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Author Lusane, Clarence, 1953-

Title The Black history of the White House / Clarence Lusane

Publ Info San Francisco, Calif. : City Lights Books, [2011]
2011
LOCATION CALL # STATUS NOTE
 CCRI-Prov.  F204 .W5 L87 2011    AVAILABLE
 CCRI-Warwick  F204 .W5 L87 2011    AVAILABLE
 RWU Main Library  F204.W5 L87 2011    AVAILABLE
 Wheaton Stacks  F204.W5 L87 2011    AVAILABLE
Descript 575 pages : illustrations ; 21 cm
text rdacontent
unmediated rdamedia
volume rdacarrier
Series Open Media series
Open Media book
Note Includes bibliographical references (p. 523-540) and index
Contents Black people, white houses -- A Declaration of Independence and racism : founding documents, founding fathers, and the preservation of slavery -- Prelude : Oney's White House story -- The president's house in the home of the abolitionist movement -- Prelude : Hercules' White House story -- A White House built on and with slavery -- Prelude : Peter's White House story -- Closed doors : the White House and presidents of slavery -- Prelude : Paul Jennings's White House story -- The White House goes to war : rebellion, reconstruction and retrenchment -- Prelude : Elizabeth Keckly's White House story -- James Crow's White House -- Prelude : Booker T. Washington's White House story -- The 1960s and the crisis of power : the White House and Black mobilization -- Prelude : Abraham Bolden's White House story -- Black challenges to the White House : the campaigns to make the White House Black -- Prelude : Marcus Garvey's White House story -- The latest political milestone : the Obamas in the White House -- Prelude : Michelle Obama's White House story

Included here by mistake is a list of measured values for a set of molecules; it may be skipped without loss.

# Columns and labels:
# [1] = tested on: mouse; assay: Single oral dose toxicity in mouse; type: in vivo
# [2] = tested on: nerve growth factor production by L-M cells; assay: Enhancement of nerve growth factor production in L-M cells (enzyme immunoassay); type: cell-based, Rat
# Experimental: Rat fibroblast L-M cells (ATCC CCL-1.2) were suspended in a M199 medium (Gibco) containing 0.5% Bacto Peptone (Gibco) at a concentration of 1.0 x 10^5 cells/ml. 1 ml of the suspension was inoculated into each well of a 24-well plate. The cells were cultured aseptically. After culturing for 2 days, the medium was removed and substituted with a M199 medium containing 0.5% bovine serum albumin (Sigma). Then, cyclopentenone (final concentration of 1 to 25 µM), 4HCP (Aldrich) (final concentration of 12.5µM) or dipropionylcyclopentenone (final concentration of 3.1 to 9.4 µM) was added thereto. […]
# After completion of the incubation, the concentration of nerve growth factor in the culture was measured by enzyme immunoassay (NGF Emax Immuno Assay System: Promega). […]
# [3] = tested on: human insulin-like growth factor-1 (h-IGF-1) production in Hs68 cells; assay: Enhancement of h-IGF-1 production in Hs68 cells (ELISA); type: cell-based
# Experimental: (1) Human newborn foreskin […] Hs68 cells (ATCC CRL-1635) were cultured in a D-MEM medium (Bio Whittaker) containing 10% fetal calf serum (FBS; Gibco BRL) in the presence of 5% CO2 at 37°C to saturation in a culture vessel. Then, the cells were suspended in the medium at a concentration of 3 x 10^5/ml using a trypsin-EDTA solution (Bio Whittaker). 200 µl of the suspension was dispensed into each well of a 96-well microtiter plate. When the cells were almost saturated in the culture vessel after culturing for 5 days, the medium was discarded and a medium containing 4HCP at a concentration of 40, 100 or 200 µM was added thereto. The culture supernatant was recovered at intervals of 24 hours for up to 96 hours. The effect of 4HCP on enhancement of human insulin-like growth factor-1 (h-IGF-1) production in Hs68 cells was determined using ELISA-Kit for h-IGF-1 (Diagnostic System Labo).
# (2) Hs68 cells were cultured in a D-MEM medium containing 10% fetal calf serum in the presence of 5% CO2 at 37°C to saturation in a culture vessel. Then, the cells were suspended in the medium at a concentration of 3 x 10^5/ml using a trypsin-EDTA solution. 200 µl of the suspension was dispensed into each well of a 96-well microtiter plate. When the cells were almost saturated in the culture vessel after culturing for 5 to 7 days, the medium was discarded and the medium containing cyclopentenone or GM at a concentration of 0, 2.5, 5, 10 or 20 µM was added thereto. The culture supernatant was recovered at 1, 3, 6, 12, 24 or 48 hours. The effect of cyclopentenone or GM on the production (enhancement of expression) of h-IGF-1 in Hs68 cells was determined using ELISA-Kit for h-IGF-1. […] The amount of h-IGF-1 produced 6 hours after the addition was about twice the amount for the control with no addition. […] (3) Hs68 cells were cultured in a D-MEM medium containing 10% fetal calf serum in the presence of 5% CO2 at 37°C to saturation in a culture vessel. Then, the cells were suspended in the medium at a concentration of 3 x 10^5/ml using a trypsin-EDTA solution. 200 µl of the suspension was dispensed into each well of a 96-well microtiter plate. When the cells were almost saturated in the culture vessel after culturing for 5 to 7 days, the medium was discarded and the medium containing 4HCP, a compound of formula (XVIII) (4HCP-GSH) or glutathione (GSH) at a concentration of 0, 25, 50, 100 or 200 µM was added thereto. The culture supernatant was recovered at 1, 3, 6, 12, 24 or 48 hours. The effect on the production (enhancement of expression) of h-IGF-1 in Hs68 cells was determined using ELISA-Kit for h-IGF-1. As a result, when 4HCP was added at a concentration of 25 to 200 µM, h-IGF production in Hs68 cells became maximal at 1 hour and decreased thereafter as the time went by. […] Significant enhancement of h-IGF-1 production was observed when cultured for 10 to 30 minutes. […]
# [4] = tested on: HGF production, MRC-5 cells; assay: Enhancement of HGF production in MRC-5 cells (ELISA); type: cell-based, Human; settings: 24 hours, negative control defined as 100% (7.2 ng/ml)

Note In this work, the author presents a comprehensive history of the White House from an African American perspective, illuminating the central role it has played in advancing, thwarting, or simply ignoring efforts to achieve equal rights for all. Here are the stories of those who were forced to work on the construction of the mansion at 1600 Pennsylvania Avenue and the determined leaders who pressured U.S. presidents to outlaw slavery. They include White House slaves, and servants who went on to write books, Secret Service agents harassed by racist peers, Washington insiders who rose to the highest levels of power, the black artists and intellectuals invited to the White House, community leaders who waged presidential campaigns, and many others
LC subject White House (Washington, D.C.) -- History
African Americans -- Washington (D.C.) -- History
African Americans -- Washington (D.C.) -- Social conditions
African Americans -- Washington (D.C.) -- Biography
Presidents -- Relations with African Americans -- History
Presidents -- United States -- Racial attitudes -- History
Presidents -- United States -- Staff -- History
Slavery -- Washington (D.C.) -- History
United States -- Race relations -- Political aspects
ISBN 9780872865327 (pbk.)
0872865320 (pbk.)